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Just press ‘Play’ on this hard disk

Just press ‘Play’ on this hard disk
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First Published: Wed, May 21 2008. 01 21 AM IST

Updated: Mon, Jun 09 2008. 11 03 PM IST
By day it behaves like a portable hard disk in a regular casing. Connect it to your computer via a USB cable to drag-and-drop your business documents, spreadsheets, and much more. Business done, head home and connect it to your TV via a neat A/V port using the included cable. You wonder how is it different from an Apple Video iPod. Well, think of it as a do-it-yourself iPod.
Freedom of formats
Video: You can freely rip-and-burn films, VCDs, DVDs, and even broadcast-quality or high-definition videos from your computer, and play them back at full quality. The hard disk player can faithfully reproduce 5.1 surround sound, DVD menus and extra features, so you’d never need those discs again. You could transfer videos from your mobile phone in MPEG4 or the popular Divx or AVI format, or download and playback high-quality classic films. Apple has yet to provide support in iPods for such a comprehensive and diverse list of file formats.
Audio: As an audio player, it supports several file formats such as MP3, AAC, ASF, WMA and the WAV. Unlike the others, WAV file format is ideal for archival and high-fidelity playback, even though the file size could be 5-10 times bigger. Finally, you can even connect a microphone directly to the hard disk, and sing along with karaoke files.
Photos: You can transfer photos from your digital camera or mobile and view them as slide-shows with a choice of several transition effects straight on your television.
Plug-and-play delight
USB 2.0: All models ship with a standard USB 2.0 port for high-speed data transfer with your computer. This port also supplies the needed power, freeing you from using a power adapter.
On-the-go: In some units, you can directly plug in any other USB device, with automatic playback of videos and music from the hosted device.
Audio-video: The most basic models ship with a single A/V port. A cable connects it to your TV or the stereo, or even a 5.1 surround sound system. Some models ship with a VGA port. Thus, you may hook it up directly to a computer’s LCD screen when you don’t have access to a TV. While at it, you can directly plug in your computer’s multimedia speakers for sound. You could even connect the multimedia player to an overhead projector for larger audiences or to a pair of headphones. Be careful though to select audio settings, as it can compress audio for TV speakers, as well as deliver hi-fi sound for 5.1 surround sound.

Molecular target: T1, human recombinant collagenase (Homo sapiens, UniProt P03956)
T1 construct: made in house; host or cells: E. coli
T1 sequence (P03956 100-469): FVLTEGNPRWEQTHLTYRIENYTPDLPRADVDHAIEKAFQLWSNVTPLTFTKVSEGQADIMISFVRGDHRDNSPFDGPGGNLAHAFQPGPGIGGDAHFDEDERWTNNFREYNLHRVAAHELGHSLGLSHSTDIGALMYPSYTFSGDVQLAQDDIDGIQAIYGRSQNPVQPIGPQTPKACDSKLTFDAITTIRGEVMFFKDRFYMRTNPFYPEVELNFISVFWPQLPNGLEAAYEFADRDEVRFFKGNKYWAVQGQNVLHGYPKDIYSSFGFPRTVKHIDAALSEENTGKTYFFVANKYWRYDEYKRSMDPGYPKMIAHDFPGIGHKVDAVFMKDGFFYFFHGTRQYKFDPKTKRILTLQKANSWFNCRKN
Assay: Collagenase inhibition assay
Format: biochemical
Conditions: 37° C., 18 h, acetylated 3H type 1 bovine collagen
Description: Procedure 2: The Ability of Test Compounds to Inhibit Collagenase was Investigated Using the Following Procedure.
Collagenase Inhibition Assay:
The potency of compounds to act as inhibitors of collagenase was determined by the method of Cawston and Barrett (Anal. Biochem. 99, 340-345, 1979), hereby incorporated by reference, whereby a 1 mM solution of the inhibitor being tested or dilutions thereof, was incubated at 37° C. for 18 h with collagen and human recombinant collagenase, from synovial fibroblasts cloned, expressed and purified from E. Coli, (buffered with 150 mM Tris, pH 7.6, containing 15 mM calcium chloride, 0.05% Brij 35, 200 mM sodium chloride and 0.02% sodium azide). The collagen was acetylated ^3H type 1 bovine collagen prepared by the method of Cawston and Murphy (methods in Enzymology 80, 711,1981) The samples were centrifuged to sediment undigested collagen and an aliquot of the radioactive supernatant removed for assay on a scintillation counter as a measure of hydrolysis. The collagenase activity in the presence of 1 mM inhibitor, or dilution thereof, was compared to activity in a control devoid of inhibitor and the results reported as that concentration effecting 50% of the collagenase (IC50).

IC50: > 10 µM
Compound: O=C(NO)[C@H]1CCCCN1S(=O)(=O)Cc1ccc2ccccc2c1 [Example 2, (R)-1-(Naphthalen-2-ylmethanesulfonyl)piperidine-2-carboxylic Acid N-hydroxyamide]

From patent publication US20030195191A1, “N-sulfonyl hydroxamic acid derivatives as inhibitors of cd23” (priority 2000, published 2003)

Pro audio-video: Some other models, such as the IOGEAR or the LaCinema Premier from LaCie, provide component video connections to plug into plasma screens and high-definition progressive-scan displays, as well as optical-fibre connections for professional-quality sound reproduction.
Card-reader: Some unbranded Chinese models come with slots for card-readers so you could slip in memory cards from your digital camera, MP3 player, or cellphone for instant transfer and playback.
Compatible: Just plug-and-play with Mac, Windows, and especially Gnu/Linux. It requires no software driver on modern computers.
Freedom from digital rights management: Unlike Apple’s iPod, you are not forced into using their iTunes software. Or have insidious software silently monitoring every file you transfer and play.
The downside
Power adapter: None of the models so far have built-in batteries. A few unbranded Chinese models do ship with a clunky external battery-adapter kit. I’m sure the next iteration will address this issue.
No built-in screen: Without one, you have to rely on a television or a computer monitor to browse through your collection just to play music.
Scroll, scroll, scroll: All you get are “up” and “down” arrows to tediously scroll through a gigantic list of alphabetically-sorted files.
Twelve characters: On some Chinese units, file names are truncated to 12 characters. It could be sloppy if your files are similarly named.
RIP your audio and video: You need to rip and burn your collection of DVDs and audio CDs using any software of your choice on your computer. If you don’t know how, just search on the Web on how to get started.
Write to us at businessoflife@livemint.com
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First Published: Wed, May 21 2008. 01 21 AM IST
More Topics: MP3 | DVD | Video | Gadgets | Business of Life |